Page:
The studies included did not appear to be at high risk of bias, but there were some areas that were consistently at greater risk of bias, particularly: allocation sequence generation and allocation concealment. In most cases, information was not provided, rather than it being clear that methods were weak. Future researchers should consistently report trials according to existing reporting guidance [70].

It appears that all 16 studies included in the review were US-based, potentially limiting generalisability to other cultures and contexts. Further studies based in other countries are required to confirm that the effects reported here are generalisable to other contexts.

The meta-regression plots revealed some gaps in the range of incentive values and follow-up periods that have been explored. In particular, few studies explored medium-size incentives (e.g. $40–250) for encouraging attendance for vaccination and screening; and few studies had post-intervention follow up periods beyond six months.

Although we originally intended to explore if the effect of HPFI varied according to recipient characteristics (e.g. age, gender, socio-economic position), data was not reported in such a way to allow this. Many other public health interventions are differentially effective according to socio-demographic characteristics of participants [71]. Further research is required to determine if HPFI are particularly effective in some population groups.

Strengths and weaknesses of this review

This is the first systematic review and meta-analysis, that we are aware of, that has explored the effect of financial incentives across the full range of healthy behaviours in non-clinical settings in high-income countries. Previous reviews have either focused on single health behaviours [17], [21][23], failed to use standard systematic review methods [11], [18], [34], or have been limited to low and middle-income countries [20].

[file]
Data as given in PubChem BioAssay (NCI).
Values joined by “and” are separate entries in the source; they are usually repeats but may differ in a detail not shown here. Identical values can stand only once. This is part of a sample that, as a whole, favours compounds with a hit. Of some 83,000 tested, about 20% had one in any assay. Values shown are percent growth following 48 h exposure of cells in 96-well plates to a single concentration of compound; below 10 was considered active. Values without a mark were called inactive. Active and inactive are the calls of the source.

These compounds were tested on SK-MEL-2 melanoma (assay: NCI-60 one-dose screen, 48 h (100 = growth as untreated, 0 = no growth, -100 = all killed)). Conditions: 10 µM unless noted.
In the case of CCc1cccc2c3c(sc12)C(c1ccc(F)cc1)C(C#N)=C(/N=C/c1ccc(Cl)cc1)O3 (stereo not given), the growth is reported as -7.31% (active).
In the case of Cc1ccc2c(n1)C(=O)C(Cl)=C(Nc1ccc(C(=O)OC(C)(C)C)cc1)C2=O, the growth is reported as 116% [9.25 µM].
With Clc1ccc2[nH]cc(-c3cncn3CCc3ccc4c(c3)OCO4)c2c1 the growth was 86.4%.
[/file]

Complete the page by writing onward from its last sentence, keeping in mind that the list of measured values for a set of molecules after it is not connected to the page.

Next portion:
Restriction to controlled study designs is recommended to minimise risk of bias in conclusions and so increase confidence in results (http://epoc.cochrane.org/epoc-resources). However, it has been argued that other study designs can also contribute useful information to reviews and an alternative approach to evidence synthesis, for example a realist synthesis exploring the context, mechanisms and outcomes of effective components of financial incentive interventions for health behaviour change [72], may help shed additional light on the financial incentive field. The strict inclusion criteria, such as only including studies with objective, or validated self-report behavioural outcome measures and our focus on behaviour change (e.g. physical activity) rather than proxies of this (e.g. body weight), further adds to the confidence in the results; but similarly limits the number of studies meeting the inclusion criteria.

Only studies comparing HPFI to usual care or no intervention were included. Thus, the results indicate the effect of financial incentives compared to minimal intervention. It is not, therefore, clear how HPFI compare to other interventions. Given the controversy associated with HPFI [73][76], society may prefer to avoid the widespread use of HPFI if similarly effective alternative interventions are available.

We used an extensive search strategy, including database searches, expert recommendations of studies, and reference and citation searches. As such, we are confident that we are unlikely to have missed any relevant studies. However, it is difficult to conclusively confirm this. In particular, three studies were not fully screened for inclusion as the full papers could not be retrieved [67][69].

We found considerable heterogeneity within some meta-analyses. This likely reflects differences in methods, populations, and interventions and is a reality of the type of intervention we were studying [77]. We clearly presented the heterogeneity found, whilst trying to choose appropriate sub-groups to limit it. We also ensured that inclusion criteria were robust and checked that the data was correct where in doubt (by contacting authors) before undertaking meta-analyses [78].

Interpretation of findings and comparison to previous findings

Unlike previous non-systematic reviews [11], [18], [34], we used well-recognised systematic review methodology with clear inclusion criteria, substantially reducing the risk of bias in our findings. Unlike previous systematic reviews [17], [21][23], our inclusion criteria covered the full range of healthy behaviours in non-clinical adult populations living in high-income countries. Together, these represent significant improvements on previous reviews.

Similar to previous findings, we found evidence that financial incentives are effective at encouraging health-promoting behaviours [21], [23], [34]. In the meta-regression including all behaviours, there was some evidence that effectiveness may decrease over time post intervention period. This has previously been reported [17], [21], [23]. However, statistically significant effects persisted at least until six months post-intervention follow-up in smoking cessation studies, suggesting that effects do not suddenly drop off once incentives are withdrawn. Many health promotion interventions are associated with behaviour change in the short, but not longer, term [79] and this problem is not unique to HPFI.